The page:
and started on the crust. I got a little "water happy" when making my crust, and I was pretty sure that I ruined it. I thought about adding more flour to it, but then I was afraid that I would just end up overmixing it, which might even be worse than overwatering it. I thought about wringing it out like a towel . . . anyway. Well, as it turned out, the crust tasted wonderful!

That's what I like, a recipe that can withstand my efforts to destroy it. None of this "leave the pan for five minutes and almost burn down your kitchen" business. The fact that this crust survived my little rainstorm earns it a permanent spot in my "keeper" column.

David and I enjoyed these pot pies. He said that he couldn't help but dig around in there looking for chicken, but you know how the old saying goes: "you can give a vegetarian dish to a carnivore, but you can't make him not dig around for the chicken." Or something like that. I actually enjoyed this more with every bite, which completely defies the Law of Diminishing Marginal Returns, and also explains why I have a hard time with portion control.

Thanks for picking this one, Deb! It's a hearty, comforting, soul-warming dish -- perfect for fall!


12 tablespoons unsalted butter (1 1/2 sticks)
2 cups sliced yellow onions (2 onions)
1 fennel bulb, top and core removed, thinly sliced crosswise
1/2 cup all-purpose flour
2 1/2 cups good chicken stock
1 tablespoon Pernod
Pinch saffron threads
1 1/2 teaspoons kosher salt
1/2 teaspoon freshly ground black pepper
3 tablespoons heavy cream
1 1/2 cups large-diced potatoes (1/2 pound)
1 1/2 cups asparagus tips
1 1/2 cups peeled, 3/4-inch-diced carrots (4 carrots)
1 1/2 cups peeled, 3/4-inch-diced butternut squash
1 1/2 cups frozen small whole onions (1/2 pound)
1/2 cup minced flat-leaf parsley
For the pastry:
3 cups all-purpose flour
1 1/2 teaspoons kosher salt
1 teaspoon baking powder
1/2 cup vegetable shortening
1/4 pound cold unsalted butter, diced
1/2 to 2/3 cup ice water
1 egg beaten with 1 tablespoon water, for egg wash
Flaked sea salt and cracked black pepper
Melt the butter in a large pot over medium heat. Add the onions and fennel and saute until translucent, 10 to 15 minutes. Add the flour, reduce the heat to low, and cook for 3 more minutes, stirring occasionally. Slowly add the stock, Pernod, saffron, salt, and pepper, and bring to a boil. Simmer for 5 more minutes, stirring occasionally. Add the heavy cream and season to taste. The sauce should be highly seasoned.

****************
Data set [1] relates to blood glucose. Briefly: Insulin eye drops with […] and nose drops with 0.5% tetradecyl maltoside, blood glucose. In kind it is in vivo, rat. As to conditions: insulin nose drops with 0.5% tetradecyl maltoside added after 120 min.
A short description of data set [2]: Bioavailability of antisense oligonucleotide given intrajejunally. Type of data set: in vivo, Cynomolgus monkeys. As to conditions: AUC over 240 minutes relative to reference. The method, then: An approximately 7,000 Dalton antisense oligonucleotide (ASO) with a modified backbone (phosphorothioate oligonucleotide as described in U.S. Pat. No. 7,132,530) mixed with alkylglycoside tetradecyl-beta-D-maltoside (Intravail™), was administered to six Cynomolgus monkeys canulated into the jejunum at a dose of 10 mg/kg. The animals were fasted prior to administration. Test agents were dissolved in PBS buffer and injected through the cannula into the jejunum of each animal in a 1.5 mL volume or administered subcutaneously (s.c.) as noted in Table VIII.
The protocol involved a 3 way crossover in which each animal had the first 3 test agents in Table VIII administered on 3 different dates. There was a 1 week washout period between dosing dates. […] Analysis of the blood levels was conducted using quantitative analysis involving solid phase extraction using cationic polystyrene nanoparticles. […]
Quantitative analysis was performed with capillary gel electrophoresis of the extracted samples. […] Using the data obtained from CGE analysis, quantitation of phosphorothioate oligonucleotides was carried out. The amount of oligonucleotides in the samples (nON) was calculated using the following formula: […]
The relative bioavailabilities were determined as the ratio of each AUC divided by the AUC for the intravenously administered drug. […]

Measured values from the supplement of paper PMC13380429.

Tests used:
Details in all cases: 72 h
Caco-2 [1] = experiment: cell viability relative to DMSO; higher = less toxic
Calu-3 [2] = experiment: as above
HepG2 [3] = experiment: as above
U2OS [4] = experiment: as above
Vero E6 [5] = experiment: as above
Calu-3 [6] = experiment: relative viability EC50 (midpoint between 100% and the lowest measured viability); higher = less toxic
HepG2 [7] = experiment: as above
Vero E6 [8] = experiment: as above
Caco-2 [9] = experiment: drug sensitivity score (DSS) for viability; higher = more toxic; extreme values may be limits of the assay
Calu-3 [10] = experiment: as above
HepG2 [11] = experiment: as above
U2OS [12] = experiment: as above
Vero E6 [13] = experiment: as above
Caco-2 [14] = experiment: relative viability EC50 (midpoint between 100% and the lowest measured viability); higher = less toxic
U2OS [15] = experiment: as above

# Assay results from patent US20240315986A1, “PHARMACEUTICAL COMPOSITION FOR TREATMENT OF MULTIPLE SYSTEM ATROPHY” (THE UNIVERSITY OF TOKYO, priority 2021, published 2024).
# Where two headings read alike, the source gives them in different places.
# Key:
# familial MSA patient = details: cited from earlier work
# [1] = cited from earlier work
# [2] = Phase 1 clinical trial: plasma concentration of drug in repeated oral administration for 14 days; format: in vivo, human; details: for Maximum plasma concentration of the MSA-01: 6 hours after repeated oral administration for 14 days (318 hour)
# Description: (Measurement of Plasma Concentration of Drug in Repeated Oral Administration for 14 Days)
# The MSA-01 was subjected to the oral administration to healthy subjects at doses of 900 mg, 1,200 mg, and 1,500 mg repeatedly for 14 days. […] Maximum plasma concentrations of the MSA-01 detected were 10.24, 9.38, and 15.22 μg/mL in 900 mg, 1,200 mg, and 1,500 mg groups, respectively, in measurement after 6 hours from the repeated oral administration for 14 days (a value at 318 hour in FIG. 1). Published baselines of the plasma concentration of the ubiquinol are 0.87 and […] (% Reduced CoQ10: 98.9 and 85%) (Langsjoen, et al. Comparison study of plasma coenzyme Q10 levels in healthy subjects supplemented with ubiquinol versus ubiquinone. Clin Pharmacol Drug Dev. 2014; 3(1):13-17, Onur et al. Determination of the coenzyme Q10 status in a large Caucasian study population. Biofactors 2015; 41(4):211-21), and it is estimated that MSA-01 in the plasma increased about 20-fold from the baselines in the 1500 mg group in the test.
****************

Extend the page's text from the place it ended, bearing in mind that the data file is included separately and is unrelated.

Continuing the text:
Cook the potatoes in boiling salted water for 10 minutes. Lift out with a sieve. Add the asparagus, carrots, and squash to the pot and cook in the boiling water for 5 minutes. Drain well. Add the potatoes, mixed vegetables, onions, and parsley to the sauce and mix well.

For the pastry, mix the flour, salt, and baking powder in the bowl of a food processor fitted with a metal blade. Add the shortening and butter and mix quickly with your fingers until each piece is coated with flour. Pulse 10 times, or until the fat is the size of peas. With the motor running, add the ice water; process only enough to moisten the dough and have it just come together. Dump the dough out onto a floured board and knead quickly into a ball. Wrap the dough in plastic and allow it to rest in the refrigerator for 30 minutes.

Preheat the oven to 375 degrees F.

Divide the filling equally among 4 ovenproof bowls. Divide the dough into quarters and roll each piece into an 8-inch circle. Brush the outside edges of each bowl with the egg wash, then place the dough on top. Trim the circle to 1/2-inch larger than the top of the bowl. Crimp the dough to fold over the sides, pressing it to make it stick. Brush the dough with egg wash and make 3 slits in the top. Sprinkle with sea salt and cracked pepper. Place on a baking sheet and bake for 1 hour, or until the top is golden brown and the filling is bubbling hot.


Marthe said...

This looks amazing!!! Funny how you mention you love the foodblogging because that way you have to get out of your comfort zone, it's the same for me! (e.g. the pumpkin muffins ;)

Suzie said...

Great post - I definitely wasn't expecting Whitesnake! I had pastry issues too, and it tasted fine for me as well (although shortening still baffles me)